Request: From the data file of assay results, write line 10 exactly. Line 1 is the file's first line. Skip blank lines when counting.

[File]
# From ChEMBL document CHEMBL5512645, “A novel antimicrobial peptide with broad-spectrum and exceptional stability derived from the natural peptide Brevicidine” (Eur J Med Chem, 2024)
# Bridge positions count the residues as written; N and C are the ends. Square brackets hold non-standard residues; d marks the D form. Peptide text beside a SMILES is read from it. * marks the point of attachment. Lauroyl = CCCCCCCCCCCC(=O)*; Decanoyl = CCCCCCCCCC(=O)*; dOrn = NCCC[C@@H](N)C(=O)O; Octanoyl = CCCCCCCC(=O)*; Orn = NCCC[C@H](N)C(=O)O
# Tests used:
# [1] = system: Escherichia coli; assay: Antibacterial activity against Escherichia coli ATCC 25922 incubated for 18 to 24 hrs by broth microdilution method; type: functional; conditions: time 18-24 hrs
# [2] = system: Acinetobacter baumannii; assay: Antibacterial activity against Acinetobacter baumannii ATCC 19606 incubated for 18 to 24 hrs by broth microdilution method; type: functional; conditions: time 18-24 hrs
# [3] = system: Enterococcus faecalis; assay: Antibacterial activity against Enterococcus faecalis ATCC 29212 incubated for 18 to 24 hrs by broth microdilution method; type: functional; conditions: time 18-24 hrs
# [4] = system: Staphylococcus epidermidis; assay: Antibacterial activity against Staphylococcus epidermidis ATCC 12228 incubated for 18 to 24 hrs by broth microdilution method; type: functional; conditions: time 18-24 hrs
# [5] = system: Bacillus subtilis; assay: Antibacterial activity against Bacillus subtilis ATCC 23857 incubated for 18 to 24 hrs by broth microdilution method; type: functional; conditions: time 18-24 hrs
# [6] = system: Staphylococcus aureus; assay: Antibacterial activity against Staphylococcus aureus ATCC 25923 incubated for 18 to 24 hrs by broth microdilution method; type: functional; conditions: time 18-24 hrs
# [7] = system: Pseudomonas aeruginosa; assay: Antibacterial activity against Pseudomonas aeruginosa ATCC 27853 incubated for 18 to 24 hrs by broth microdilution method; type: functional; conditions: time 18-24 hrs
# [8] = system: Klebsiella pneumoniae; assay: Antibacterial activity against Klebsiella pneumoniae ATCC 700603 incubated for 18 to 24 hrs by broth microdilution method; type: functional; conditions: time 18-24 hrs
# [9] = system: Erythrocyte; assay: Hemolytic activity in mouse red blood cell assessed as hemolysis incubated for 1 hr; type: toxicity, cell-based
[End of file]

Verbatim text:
# [7] = system: Pseudomonas aeruginosa; assay: Antibacterial activity against Pseudomonas aeruginosa ATCC 27853 incubated for 18 to 24 hrs by broth microdilution method; type: functional; conditions: time 18-24 hrs